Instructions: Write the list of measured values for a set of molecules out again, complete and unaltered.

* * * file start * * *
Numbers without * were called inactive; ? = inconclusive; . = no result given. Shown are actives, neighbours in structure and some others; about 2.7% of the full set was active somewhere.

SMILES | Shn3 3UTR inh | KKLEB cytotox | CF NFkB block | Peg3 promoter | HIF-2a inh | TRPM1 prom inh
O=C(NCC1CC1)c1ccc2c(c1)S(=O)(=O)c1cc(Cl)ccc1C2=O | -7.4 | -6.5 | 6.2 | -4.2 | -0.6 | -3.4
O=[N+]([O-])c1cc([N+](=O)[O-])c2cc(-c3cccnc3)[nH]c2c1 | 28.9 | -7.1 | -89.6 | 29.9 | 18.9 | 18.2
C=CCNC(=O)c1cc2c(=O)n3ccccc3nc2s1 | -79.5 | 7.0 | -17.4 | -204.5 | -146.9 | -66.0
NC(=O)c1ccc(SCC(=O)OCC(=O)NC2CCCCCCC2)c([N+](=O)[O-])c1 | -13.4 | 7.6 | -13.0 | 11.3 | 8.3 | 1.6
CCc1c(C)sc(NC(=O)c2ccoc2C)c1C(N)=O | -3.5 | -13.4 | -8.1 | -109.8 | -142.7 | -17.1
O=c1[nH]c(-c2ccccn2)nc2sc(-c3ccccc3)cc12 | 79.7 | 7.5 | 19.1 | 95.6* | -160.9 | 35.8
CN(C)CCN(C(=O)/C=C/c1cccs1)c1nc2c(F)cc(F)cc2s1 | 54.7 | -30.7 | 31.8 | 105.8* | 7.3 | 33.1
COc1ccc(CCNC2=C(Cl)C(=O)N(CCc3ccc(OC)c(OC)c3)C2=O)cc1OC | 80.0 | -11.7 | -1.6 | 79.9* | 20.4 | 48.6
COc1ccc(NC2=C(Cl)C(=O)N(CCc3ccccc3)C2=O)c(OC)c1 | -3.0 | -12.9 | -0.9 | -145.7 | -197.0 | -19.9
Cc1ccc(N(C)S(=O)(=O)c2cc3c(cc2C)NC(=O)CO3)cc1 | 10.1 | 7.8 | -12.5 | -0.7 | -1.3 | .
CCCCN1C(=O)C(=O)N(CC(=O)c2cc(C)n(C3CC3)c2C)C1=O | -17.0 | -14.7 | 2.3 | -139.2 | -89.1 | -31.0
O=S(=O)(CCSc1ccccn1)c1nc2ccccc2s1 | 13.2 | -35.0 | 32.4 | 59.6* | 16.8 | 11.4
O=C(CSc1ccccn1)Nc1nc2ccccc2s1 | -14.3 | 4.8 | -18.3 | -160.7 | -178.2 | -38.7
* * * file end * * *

Numbers without * were called inactive; ? = inconclusive; . = no result given. Shown are actives, neighbours in structure and some others; about 2.7% of the full set was active somewhere.

SMILES | Shn3 3UTR inh | KKLEB cytotox | CF NFkB block | Peg3 promoter | HIF-2a inh | TRPM1 prom inh
O=C(NCC1CC1)c1ccc2c(c1)S(=O)(=O)c1cc(Cl)ccc1C2=O | -7.4 | -6.5 | 6.2 | -4.2 | -0.6 | -3.4
O=[N+]([O-])c1cc([N+](=O)[O-])c2cc(-c3cccnc3)[nH]c2c1 | 28.9 | -7.1 | -89.6 | 29.9 | 18.9 | 18.2
C=CCNC(=O)c1cc2c(=O)n3ccccc3nc2s1 | -79.5 | 7.0 | -17.4 | -204.5 | -146.9 | -66.0
NC(=O)c1ccc(SCC(=O)OCC(=O)NC2CCCCCCC2)c([N+](=O)[O-])c1 | -13.4 | 7.6 | -13.0 | 11.3 | 8.3 | 1.6
CCc1c(C)sc(NC(=O)c2ccoc2C)c1C(N)=O | -3.5 | -13.4 | -8.1 | -109.8 | -142.7 | -17.1
O=c1[nH]c(-c2ccccn2)nc2sc(-c3ccccc3)cc12 | 79.7 | 7.5 | 19.1 | 95.6* | -160.9 | 35.8
CN(C)CCN(C(=O)/C=C/c1cccs1)c1nc2c(F)cc(F)cc2s1 | 54.7 | -30.7 | 31.8 | 105.8* | 7.3 | 33.1
COc1ccc(CCNC2=C(Cl)C(=O)N(CCc3ccc(OC)c(OC)c3)C2=O)cc1OC | 80.0 | -11.7 | -1.6 | 79.9* | 20.4 | 48.6
COc1ccc(NC2=C(Cl)C(=O)N(CCc3ccccc3)C2=O)c(OC)c1 | -3.0 | -12.9 | -0.9 | -145.7 | -197.0 | -19.9
Cc1ccc(N(C)S(=O)(=O)c2cc3c(cc2C)NC(=O)CO3)cc1 | 10.1 | 7.8 | -12.5 | -0.7 | -1.3 | .
CCCCN1C(=O)C(=O)N(CC(=O)c2cc(C)n(C3CC3)c2C)C1=O | -17.0 | -14.7 | 2.3 | -139.2 | -89.1 | -31.0
O=S(=O)(CCSc1ccccn1)c1nc2ccccc2s1 | 13.2 | -35.0 | 32.4 | 59.6* | 16.8 | 11.4
O=C(CSc1ccccn1)Nc1nc2ccccc2s1 | -14.3 | 4.8 | -18.3 | -160.7 | -178.2 | -38.7